FSU psychologist receives 1.8M NIH grant to study eating disorders, obesity
When it comes to treating eating disorders and tackling obesity, scientists know the brain holds the keys to unlocking answers to the most intriguing questions. Now, with help from a new grant, a Florida State University researcher is studying occurrences in specific regions of the brain that motivate us to reach for food and the impact these processes have on eating habits and weight gain.
Xiaobing Zhang, an assistant professor with the FSU Program in Neuroscience and the Department of Psychology, has received a five-year, $1.8 million grant from the National Institute of Diabetes and Digestive and Kidney Diseases, part of the National Institutes of Health, to study how certain neural circuits in the brain regulate eating behaviors. Zhang was awarded the grant for his project, “Serotonin signaling in zona incerta and paraventricular thalamus regulate feeding behavior.”
The project focuses on identifying novel serotonin pathways in the regulation of feeding and other motivated behaviors. Serotonin, a neurotransmitter produced by specific neurons in the raphe nucleus of the brainstem, exerts critical functional regulations in emotion, motivation, and behaviors due to their projections broadly to many brain areas in the cortex, limbic system, thalamus and hypothalamus. Zhang and his team plan to deconstruct the functional neural connections from raphe serotonin neurons to the zona incerta, in the subthalamus region, and the paraventricular thalamus region of the brain.
“We are very excited about this award from NIH to support our research to further study neural signaling that regulate food intake by targeting zona incerta and paraventricular thalamus, two brain areas with inhibitory neural connections for feeding control revealed by our previous findings,” Zhang said. “We hope to understand how and when these pathways are activated for feeding control. More importantly, we hope to reveal how these pathways are altered by a chronic high-fat diet that leads to overeating and obesity.”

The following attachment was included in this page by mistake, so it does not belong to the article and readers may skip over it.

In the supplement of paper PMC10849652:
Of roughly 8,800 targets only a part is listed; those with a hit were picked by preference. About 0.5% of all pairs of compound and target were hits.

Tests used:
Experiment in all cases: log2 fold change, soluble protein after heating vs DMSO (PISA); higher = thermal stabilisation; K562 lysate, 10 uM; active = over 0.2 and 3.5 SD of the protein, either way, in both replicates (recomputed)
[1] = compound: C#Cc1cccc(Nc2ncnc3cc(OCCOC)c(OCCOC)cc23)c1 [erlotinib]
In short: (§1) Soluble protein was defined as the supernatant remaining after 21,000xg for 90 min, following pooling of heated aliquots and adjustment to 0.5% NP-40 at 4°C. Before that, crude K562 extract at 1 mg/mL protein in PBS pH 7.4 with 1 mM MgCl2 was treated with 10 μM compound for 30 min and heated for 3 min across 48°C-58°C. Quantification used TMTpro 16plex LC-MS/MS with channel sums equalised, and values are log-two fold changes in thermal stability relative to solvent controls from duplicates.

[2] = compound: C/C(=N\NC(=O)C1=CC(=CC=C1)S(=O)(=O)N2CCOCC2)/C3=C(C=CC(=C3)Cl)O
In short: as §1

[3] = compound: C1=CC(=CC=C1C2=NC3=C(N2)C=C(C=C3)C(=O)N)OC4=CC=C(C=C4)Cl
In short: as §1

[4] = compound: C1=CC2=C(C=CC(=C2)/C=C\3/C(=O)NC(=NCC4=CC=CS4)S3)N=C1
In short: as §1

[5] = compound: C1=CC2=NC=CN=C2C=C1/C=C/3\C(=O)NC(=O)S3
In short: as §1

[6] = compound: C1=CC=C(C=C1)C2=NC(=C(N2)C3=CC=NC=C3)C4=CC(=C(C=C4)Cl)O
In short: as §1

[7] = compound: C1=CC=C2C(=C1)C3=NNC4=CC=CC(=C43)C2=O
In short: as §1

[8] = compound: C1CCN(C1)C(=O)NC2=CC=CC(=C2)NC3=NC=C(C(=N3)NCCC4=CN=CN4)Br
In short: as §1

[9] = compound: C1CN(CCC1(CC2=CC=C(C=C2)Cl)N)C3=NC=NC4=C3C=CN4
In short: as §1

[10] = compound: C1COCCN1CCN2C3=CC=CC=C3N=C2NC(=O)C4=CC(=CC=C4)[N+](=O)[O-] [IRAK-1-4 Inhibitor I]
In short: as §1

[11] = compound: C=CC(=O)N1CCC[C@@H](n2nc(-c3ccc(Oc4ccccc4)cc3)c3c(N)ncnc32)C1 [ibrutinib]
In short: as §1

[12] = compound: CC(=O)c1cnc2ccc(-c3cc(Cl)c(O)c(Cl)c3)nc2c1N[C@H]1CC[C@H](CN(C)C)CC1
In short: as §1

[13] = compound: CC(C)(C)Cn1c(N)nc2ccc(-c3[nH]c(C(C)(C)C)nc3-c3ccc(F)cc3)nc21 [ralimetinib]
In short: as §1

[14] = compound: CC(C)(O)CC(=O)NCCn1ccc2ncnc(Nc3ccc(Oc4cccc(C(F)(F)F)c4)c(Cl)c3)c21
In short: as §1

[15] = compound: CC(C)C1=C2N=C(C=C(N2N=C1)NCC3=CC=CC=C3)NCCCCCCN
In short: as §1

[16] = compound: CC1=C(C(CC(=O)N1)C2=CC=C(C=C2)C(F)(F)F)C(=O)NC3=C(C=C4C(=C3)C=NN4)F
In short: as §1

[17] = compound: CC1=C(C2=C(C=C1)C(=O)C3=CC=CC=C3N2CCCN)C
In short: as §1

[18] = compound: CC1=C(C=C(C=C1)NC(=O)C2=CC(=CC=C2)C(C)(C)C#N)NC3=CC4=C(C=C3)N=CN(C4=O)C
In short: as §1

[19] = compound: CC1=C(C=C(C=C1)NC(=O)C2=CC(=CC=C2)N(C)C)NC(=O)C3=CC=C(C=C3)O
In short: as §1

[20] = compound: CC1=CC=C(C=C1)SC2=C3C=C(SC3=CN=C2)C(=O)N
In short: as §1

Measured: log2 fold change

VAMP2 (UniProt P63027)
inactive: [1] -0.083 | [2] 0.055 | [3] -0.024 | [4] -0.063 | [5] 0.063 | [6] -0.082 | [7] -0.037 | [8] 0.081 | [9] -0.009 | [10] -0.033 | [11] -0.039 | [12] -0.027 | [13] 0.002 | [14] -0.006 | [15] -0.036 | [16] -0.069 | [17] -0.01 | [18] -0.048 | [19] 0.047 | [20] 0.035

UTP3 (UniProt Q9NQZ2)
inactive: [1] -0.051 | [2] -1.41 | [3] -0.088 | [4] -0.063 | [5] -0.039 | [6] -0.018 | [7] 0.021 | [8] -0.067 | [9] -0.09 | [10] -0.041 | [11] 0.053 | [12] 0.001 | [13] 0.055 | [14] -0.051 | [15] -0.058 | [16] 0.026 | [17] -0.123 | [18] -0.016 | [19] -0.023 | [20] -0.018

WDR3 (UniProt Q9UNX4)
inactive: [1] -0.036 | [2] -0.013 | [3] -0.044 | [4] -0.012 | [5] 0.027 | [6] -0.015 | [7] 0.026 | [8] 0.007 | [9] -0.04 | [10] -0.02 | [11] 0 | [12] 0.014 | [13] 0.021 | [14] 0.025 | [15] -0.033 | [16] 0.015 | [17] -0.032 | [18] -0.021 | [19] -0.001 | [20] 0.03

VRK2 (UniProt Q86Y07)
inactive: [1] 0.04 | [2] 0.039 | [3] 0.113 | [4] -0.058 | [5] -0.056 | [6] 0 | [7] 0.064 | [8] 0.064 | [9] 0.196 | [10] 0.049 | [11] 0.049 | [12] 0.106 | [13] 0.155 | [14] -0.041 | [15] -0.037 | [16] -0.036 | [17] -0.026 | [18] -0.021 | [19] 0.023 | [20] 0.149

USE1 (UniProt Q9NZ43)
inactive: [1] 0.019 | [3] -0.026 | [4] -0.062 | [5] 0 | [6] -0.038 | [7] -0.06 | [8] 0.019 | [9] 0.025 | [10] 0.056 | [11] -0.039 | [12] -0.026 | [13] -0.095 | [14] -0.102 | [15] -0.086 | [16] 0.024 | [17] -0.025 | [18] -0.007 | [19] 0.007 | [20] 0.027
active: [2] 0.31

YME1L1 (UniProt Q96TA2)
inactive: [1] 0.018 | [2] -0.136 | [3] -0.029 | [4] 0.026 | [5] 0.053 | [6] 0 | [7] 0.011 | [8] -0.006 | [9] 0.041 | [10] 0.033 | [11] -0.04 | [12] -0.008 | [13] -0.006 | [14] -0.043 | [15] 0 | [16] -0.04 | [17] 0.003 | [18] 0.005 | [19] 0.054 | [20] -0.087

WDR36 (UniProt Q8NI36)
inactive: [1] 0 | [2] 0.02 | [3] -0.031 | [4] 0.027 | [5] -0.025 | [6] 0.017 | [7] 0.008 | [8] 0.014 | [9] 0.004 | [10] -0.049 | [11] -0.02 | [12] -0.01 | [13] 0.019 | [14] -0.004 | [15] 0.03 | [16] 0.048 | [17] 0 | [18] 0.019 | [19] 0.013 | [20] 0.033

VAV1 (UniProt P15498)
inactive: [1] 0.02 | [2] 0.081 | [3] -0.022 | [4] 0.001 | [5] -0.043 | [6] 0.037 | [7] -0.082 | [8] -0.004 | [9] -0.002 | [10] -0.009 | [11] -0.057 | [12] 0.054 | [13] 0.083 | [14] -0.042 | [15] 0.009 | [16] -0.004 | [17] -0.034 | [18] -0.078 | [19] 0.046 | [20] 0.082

Obesity has become a global health threat due to the increased risk of obesity-related complications, including heart disease, diabetes and end-stage renal disease. In the United States, the age-adjusted prevalence of obesity in adults increased to more than 40 percent in 2018, according to the Centers for Disease Control and Prevention. Experts warn that the high prevalence of obese and overweight individuals is largely attributable to the widespread overconsumption of easily available, energy-dense foods high in fat and sugar.
Zhang is confident this project will help scientists tackle obesity through developing a clearer understanding of what is occurring within serotonin systems in the brain that impact different eating behaviors, particularly when neurological systems are not functioning as expected.
“According to previous studies, we know food intake is tightly controlled by the brain based on its ability to sense the metabolic signals of the body and initiate motivated food consumption. However, it remains largely unknown how neuroplasticity and brain dysfunction are involved in the development of obesity and eating disorders due to complex neural pathways for the brain to integrate emotional, reward, and satiety signals,” Zhang said. “The funded work is important for not only understanding central serotonin signaling in feeding control, but also revealing a potential involvement of serotonin dysfunction in the development of obesity and overeating.”
“Studies of eating behavior and energy balance represent a historical strength at FSU,” said Frank Johnson, psychology department chair. “It is exciting to see Xiaobing build on this tradition, taking his research and our mission of student training in important new directions.”
Lisa Eckel, director of the FSU Program in Neuroscience, said Zhang’s new NIH grant will utilize electrophysiological techniques to record the electrical activity of neurons and optogenetic techniques to control neuron activity using light to better understand the serotonergic circuits that control food intake, and how changes in the activity of these circuits can influence the motivation to consume palatable food and promote weight gain.
“This project highlights some of the important, translational research being conducted by members of the neuroscience program,” Eckel said. “This innovative work is expected to reveal how dysfunctional serotonin signaling promotes overeating and unhealthy weight gain, with the long-term goal of identifying novel pharmacological targets for treating eating disorders and obesity.”